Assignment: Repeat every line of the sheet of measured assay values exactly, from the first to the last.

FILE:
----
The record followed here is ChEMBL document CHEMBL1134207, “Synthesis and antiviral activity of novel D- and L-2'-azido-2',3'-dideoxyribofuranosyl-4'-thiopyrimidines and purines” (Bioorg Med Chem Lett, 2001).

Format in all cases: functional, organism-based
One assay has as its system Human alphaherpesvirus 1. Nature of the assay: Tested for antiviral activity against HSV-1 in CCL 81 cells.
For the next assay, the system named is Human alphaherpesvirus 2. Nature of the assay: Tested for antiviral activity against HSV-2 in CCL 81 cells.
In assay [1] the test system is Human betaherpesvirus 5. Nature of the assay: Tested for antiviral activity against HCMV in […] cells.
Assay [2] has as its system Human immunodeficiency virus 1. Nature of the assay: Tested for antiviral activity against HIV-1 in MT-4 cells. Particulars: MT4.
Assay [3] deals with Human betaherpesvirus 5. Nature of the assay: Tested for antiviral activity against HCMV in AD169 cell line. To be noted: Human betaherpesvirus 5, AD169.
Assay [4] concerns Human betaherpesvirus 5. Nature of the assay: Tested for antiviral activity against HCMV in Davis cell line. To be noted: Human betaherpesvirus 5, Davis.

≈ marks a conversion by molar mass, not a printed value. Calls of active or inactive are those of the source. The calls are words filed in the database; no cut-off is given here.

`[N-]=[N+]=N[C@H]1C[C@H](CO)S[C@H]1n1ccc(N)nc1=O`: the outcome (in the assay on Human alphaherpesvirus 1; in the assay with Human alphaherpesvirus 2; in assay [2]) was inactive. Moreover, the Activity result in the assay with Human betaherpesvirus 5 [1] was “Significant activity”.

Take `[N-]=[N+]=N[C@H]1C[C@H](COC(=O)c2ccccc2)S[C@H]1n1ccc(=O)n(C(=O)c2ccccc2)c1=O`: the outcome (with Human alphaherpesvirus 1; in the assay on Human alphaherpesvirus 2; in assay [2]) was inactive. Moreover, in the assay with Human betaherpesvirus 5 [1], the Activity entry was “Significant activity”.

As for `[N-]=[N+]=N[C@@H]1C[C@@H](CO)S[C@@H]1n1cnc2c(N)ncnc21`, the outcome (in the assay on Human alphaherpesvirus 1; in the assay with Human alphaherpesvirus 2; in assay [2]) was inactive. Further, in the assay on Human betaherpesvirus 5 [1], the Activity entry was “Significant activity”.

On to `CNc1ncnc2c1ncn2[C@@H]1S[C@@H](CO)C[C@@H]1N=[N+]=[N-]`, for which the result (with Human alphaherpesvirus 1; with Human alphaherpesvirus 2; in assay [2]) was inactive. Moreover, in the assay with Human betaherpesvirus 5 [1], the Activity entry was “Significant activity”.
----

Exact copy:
The record followed here is ChEMBL document CHEMBL1134207, “Synthesis and antiviral activity of novel D- and L-2'-azido-2',3'-dideoxyribofuranosyl-4'-thiopyrimidines and purines” (Bioorg Med Chem Lett, 2001).

Format in all cases: functional, organism-based
One assay has as its system Human alphaherpesvirus 1. Nature of the assay: Tested for antiviral activity against HSV-1 in CCL 81 cells.
For the next assay, the system named is Human alphaherpesvirus 2. Nature of the assay: Tested for antiviral activity against HSV-2 in CCL 81 cells.
In assay [1] the test system is Human betaherpesvirus 5. Nature of the assay: Tested for antiviral activity against HCMV in […] cells.
Assay [2] has as its system Human immunodeficiency virus 1. Nature of the assay: Tested for antiviral activity against HIV-1 in MT-4 cells. Particulars: MT4.
Assay [3] deals with Human betaherpesvirus 5. Nature of the assay: Tested for antiviral activity against HCMV in AD169 cell line. To be noted: Human betaherpesvirus 5, AD169.
Assay [4] concerns Human betaherpesvirus 5. Nature of the assay: Tested for antiviral activity against HCMV in Davis cell line. To be noted: Human betaherpesvirus 5, Davis.

≈ marks a conversion by molar mass, not a printed value. Calls of active or inactive are those of the source. The calls are words filed in the database; no cut-off is given here.

`[N-]=[N+]=N[C@H]1C[C@H](CO)S[C@H]1n1ccc(N)nc1=O`: the outcome (in the assay on Human alphaherpesvirus 1; in the assay with Human alphaherpesvirus 2; in assay [2]) was inactive. Moreover, the Activity result in the assay with Human betaherpesvirus 5 [1] was “Significant activity”.

Take `[N-]=[N+]=N[C@H]1C[C@H](COC(=O)c2ccccc2)S[C@H]1n1ccc(=O)n(C(=O)c2ccccc2)c1=O`: the outcome (with Human alphaherpesvirus 1; in the assay on Human alphaherpesvirus 2; in assay [2]) was inactive. Moreover, in the assay with Human betaherpesvirus 5 [1], the Activity entry was “Significant activity”.

As for `[N-]=[N+]=N[C@@H]1C[C@@H](CO)S[C@@H]1n1cnc2c(N)ncnc21`, the outcome (in the assay on Human alphaherpesvirus 1; in the assay with Human alphaherpesvirus 2; in assay [2]) was inactive. Further, in the assay on Human betaherpesvirus 5 [1], the Activity entry was “Significant activity”.

On to `CNc1ncnc2c1ncn2[C@@H]1S[C@@H](CO)C[C@@H]1N=[N+]=[N-]`, for which the result (with Human alphaherpesvirus 1; with Human alphaherpesvirus 2; in assay [2]) was inactive. Moreover, in the assay with Human betaherpesvirus 5 [1], the Activity entry was “Significant activity”.